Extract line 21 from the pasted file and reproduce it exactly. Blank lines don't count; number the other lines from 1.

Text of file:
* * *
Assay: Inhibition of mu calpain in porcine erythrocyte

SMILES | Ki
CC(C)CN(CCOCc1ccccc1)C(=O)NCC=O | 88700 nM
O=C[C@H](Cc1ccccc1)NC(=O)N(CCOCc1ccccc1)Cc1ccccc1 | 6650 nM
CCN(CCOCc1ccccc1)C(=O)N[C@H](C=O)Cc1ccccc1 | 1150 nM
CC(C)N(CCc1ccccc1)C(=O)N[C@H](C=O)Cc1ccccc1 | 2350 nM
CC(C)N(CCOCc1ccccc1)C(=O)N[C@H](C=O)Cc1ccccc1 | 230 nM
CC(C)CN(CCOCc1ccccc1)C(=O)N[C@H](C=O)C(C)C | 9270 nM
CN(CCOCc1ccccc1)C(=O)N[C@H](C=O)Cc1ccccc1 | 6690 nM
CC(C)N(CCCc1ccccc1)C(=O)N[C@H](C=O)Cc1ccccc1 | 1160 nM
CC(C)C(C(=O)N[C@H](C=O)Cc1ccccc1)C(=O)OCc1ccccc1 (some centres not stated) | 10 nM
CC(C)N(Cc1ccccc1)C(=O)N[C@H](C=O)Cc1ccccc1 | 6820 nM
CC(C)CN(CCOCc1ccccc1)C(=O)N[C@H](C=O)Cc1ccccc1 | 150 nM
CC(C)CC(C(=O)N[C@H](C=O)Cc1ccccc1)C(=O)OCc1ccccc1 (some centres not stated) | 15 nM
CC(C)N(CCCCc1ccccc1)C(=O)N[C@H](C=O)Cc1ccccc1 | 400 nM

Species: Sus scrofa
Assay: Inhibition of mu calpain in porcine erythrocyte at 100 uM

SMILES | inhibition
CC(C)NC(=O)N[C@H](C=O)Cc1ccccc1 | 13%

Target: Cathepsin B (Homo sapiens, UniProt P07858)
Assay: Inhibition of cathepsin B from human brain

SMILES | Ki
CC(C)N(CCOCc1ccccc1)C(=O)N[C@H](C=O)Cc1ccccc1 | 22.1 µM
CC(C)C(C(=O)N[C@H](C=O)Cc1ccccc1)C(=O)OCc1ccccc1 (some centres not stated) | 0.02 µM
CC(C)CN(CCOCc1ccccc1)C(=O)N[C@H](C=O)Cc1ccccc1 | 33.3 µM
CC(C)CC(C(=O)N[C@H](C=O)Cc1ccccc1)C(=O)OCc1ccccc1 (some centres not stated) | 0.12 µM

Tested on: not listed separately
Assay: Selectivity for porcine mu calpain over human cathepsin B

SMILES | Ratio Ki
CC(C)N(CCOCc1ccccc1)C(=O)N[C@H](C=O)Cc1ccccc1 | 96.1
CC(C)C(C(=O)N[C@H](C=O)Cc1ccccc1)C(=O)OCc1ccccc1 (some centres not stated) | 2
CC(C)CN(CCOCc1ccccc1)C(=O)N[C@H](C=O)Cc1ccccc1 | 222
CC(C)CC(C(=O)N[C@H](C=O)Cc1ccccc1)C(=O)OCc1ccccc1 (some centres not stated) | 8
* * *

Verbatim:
Assay: Inhibition of cathepsin B from human brain